• Vertical alignment of math curriculum while using knowledge of child development as a guide to provide PD in this area for all teachers
  • Alignment of the K-2 practices in English Language Arts to build a stronger primary system.
  • The principal will engage in a once-a-month PK-3 PLC to help improve students and teacher outcomes in the areas such as SEL, DAP, behaviors, and other academics.
  • Providing support to all teachers in understanding child development by using the child development continuum, looking specifically at the culture.
  • Incorporating play based learning centers in the early learning classrooms to help decrease behaviors and increase student mastery of standards.

 

Describe how the capstone projects are expanding upon the learning from the course

Each individual participating in this course is taking different pieces of the learning opportunities that are embedded in this course and putting them to work.  For instance, one participant has dove into curriculum alignment across a few lower grades in the PreK-3 grade classrooms. Her vision, along with the buy-in of her teachers, will create an understanding of each level of learning so there isn’t a repeat of learning in each grade and there isn’t an assumption on the next level teacher that something has been taught in the previous grade. This is specifically a reflective capstone assignment in lesson 4.  Another participant dug deeper into how to incorporate STEM projects as a way to enhance her capstone project of play-based learning. The combination of the reflective questions and responses from the peers incorporates critical thinking along with support.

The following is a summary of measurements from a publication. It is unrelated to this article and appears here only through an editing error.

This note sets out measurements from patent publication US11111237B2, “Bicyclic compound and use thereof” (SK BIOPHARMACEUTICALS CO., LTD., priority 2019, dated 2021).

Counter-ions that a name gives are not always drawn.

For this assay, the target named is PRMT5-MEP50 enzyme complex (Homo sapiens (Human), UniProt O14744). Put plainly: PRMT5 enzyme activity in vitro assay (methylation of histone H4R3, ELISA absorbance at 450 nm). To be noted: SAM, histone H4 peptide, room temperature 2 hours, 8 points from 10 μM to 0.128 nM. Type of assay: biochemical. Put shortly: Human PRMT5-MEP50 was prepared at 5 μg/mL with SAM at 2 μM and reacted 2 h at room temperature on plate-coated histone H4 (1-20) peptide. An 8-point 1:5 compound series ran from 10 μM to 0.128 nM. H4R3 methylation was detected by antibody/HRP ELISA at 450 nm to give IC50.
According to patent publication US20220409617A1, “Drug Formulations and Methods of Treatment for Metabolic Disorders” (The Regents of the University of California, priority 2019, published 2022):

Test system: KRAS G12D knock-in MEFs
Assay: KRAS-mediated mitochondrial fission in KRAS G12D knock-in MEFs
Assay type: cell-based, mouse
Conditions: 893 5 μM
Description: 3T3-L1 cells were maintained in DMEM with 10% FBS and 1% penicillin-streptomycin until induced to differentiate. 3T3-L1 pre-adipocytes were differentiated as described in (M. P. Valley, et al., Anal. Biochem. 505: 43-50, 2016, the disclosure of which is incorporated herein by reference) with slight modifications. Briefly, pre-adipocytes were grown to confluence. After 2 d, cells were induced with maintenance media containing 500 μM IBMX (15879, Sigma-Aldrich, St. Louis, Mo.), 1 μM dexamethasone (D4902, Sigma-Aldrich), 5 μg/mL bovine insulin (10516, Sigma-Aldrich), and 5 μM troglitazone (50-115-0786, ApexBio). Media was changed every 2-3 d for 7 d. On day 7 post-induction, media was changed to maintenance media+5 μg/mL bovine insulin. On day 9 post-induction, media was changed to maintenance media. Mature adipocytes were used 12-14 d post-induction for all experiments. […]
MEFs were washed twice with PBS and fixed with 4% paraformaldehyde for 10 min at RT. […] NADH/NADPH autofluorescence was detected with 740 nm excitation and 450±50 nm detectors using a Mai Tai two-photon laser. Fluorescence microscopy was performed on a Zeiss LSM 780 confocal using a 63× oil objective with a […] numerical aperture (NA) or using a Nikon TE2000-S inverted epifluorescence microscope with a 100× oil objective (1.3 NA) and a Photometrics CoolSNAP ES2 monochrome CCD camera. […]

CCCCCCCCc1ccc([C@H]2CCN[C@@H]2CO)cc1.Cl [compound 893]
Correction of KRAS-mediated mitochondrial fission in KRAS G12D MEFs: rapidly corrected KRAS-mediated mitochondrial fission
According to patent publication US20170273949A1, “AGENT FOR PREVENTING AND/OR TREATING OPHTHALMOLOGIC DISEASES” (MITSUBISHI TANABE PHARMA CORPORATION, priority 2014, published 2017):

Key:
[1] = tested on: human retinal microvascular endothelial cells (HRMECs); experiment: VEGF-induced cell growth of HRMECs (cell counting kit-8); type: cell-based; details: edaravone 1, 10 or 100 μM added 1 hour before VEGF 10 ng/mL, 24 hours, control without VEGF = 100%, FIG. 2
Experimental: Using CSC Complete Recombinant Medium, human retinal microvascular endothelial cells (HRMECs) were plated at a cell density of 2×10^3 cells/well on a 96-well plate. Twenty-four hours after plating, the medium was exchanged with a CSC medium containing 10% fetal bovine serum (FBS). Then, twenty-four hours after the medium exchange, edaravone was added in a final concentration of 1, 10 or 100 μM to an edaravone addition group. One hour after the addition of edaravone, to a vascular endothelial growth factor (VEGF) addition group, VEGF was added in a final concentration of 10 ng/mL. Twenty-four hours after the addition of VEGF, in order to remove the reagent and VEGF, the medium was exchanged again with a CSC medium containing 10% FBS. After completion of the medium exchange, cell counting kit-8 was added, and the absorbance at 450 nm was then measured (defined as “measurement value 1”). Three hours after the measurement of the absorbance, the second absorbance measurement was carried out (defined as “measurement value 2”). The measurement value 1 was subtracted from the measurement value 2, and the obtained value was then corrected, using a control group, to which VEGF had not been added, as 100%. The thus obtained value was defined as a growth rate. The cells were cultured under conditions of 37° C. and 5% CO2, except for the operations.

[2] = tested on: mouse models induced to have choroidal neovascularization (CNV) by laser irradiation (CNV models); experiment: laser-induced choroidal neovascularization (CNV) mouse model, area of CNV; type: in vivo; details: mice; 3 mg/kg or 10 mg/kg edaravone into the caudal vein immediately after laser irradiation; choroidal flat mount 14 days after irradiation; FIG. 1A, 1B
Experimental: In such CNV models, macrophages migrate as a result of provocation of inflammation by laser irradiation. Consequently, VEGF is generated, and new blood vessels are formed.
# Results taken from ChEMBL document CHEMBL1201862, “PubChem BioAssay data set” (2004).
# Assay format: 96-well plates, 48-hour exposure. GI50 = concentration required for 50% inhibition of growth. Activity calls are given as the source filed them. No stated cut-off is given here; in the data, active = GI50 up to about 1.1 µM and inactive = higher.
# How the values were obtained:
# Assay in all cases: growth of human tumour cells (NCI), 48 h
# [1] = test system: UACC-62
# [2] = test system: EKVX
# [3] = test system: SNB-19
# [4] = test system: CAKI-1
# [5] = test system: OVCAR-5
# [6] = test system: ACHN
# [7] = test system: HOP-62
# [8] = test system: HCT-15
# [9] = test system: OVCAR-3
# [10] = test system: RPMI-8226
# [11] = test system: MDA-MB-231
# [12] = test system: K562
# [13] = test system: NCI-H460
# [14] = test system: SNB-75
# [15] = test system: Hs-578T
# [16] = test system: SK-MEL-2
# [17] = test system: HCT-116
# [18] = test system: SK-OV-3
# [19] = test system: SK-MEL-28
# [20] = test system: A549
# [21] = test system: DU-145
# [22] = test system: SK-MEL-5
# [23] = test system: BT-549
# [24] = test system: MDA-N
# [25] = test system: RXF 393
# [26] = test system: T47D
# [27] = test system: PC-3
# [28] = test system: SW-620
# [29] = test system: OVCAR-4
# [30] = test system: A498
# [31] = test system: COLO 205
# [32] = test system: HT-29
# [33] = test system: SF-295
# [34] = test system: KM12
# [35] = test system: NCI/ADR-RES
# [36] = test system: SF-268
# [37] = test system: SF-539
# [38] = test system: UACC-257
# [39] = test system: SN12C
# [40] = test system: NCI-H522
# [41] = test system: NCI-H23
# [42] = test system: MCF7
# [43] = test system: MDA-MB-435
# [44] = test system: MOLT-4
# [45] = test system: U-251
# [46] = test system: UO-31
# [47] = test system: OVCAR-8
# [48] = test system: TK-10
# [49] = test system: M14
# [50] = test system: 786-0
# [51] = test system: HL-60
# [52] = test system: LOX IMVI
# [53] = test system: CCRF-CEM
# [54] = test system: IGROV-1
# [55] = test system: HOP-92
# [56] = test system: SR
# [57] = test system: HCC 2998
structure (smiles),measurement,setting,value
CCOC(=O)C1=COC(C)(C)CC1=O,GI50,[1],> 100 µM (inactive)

Apply to be a part of Cohort 3!

We are currently accepting applications for members and advisors to participate in Cohort 3. Learn more and apply by March 25th.

 



Bridging the Gap

Welcome to Nebraska’s NAESP PreK-3 Leadership Academy blog! We will be bringing you updates and perspectives from the advisors who are leading the 25 members of cohort 2 through the leadership academy coursework. This month we are featuring Andy DeFreece, Director of Elementary and Early Childhood Education at Millard Public Schools in Omaha.

 

Why did you want to be part of the Pre-K-3 Leadership Academy?